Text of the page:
Missed the first part? Check it here: Nomadik and Co: From Ireland to South Africa - Part I
Meanwhile the wet season had temporarily gone into its shell leaving behind dark, heavy, grey clouds that served to mute the usual excitement we felt when getting back on the road and replaced it with trepidation. We were moving into the heart of the adventure.
Approaching the border we were directed around back which we took to mean that we would be dealt with separately. The customs building was a cavernous structure with tight offices staffed with an excess of apathetic men and women in a variety of uniforms. One lady took the temperature in our ears to screen for ebola and then we were interrogated on the porch by another man asking many very specific questions with no way of verifying any of our answers.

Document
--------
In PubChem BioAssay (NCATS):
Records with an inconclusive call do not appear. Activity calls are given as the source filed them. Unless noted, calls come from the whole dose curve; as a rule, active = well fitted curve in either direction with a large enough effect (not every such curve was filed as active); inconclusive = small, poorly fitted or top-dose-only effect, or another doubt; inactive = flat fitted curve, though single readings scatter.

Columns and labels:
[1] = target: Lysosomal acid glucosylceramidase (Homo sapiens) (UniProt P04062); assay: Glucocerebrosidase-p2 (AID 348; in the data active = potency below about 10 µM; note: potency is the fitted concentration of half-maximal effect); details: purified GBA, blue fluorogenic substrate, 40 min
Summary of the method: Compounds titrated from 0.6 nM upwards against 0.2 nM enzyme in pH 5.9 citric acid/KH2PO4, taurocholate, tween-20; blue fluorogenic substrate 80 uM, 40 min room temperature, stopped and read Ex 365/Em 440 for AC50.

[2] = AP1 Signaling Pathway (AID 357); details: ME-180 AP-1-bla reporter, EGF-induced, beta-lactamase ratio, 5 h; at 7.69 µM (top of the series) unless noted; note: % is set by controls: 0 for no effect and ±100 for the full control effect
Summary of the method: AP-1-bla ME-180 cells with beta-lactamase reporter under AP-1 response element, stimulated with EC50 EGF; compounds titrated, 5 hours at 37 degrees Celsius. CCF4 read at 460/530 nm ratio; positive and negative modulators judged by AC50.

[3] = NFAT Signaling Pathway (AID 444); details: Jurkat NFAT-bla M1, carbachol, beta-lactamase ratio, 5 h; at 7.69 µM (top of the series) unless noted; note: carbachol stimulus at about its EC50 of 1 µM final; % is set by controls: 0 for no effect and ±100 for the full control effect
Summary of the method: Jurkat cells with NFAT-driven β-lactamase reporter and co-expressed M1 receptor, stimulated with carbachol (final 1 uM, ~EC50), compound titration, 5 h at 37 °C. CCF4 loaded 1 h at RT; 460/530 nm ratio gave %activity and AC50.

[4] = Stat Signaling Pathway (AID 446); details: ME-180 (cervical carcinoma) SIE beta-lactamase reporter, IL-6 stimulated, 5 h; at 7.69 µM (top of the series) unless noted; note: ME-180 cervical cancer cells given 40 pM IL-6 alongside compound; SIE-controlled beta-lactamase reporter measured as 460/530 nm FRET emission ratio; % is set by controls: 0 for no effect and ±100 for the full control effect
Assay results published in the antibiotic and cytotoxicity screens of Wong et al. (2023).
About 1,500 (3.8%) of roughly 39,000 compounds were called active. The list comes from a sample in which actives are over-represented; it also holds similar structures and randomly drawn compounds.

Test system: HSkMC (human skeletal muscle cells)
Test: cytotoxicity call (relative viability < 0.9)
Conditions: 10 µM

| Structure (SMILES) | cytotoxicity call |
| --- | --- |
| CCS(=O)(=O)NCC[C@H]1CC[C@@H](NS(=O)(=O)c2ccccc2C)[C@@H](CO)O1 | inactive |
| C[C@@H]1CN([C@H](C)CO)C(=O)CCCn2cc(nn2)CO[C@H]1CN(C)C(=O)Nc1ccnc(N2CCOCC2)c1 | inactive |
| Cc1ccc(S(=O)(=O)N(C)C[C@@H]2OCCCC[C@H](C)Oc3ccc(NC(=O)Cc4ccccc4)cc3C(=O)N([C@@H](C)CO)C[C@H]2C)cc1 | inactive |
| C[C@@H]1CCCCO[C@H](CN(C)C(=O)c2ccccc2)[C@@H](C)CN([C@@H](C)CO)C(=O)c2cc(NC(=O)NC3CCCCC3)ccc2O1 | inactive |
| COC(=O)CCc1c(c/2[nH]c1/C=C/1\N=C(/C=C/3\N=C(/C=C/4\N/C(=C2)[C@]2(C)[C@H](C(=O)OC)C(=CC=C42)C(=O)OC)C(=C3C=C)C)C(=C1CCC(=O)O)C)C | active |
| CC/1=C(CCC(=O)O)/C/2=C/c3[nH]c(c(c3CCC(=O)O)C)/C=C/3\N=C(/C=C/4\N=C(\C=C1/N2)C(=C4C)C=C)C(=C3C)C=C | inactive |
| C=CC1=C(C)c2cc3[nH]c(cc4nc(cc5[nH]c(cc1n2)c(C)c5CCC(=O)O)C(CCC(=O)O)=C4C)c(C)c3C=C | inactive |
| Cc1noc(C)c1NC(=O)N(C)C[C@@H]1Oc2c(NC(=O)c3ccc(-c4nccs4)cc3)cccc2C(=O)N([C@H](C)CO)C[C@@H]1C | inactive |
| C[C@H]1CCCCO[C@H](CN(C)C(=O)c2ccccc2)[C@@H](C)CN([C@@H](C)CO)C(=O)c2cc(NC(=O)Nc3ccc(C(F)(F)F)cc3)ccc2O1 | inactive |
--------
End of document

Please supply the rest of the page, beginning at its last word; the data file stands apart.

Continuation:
He was terse without being a bully and as we readied ourselves for a long process we were then whisked into another office full of jovial border guards watching soap operas with the volume turned up way too high. Within a few minutes we were on our way without even the hint of a bribe or any trouble. And this set the tone for the remainder of our experience in Nigeria.
Lagos was a mash of humanity pushed right up to the curb and often spilling over into the road. A city of 20 million people converging on the opportunity a city offers, our experience was one of contrasts from bougie upper class bars to a vibrant and gritty music scene and youth culture at the Fela Kuti Shrine.
Like most large cities in Africa, when travelling on a motorcycle, it wasn't really our scene. For all the negative sentiment we had heard before arriving, Nigeria never treated us poorly and became one of the highlights. Perhaps that had something to do with low expectations, being able to speak english and engage with people, and the intensity of it all. Most intense of all was the traffic.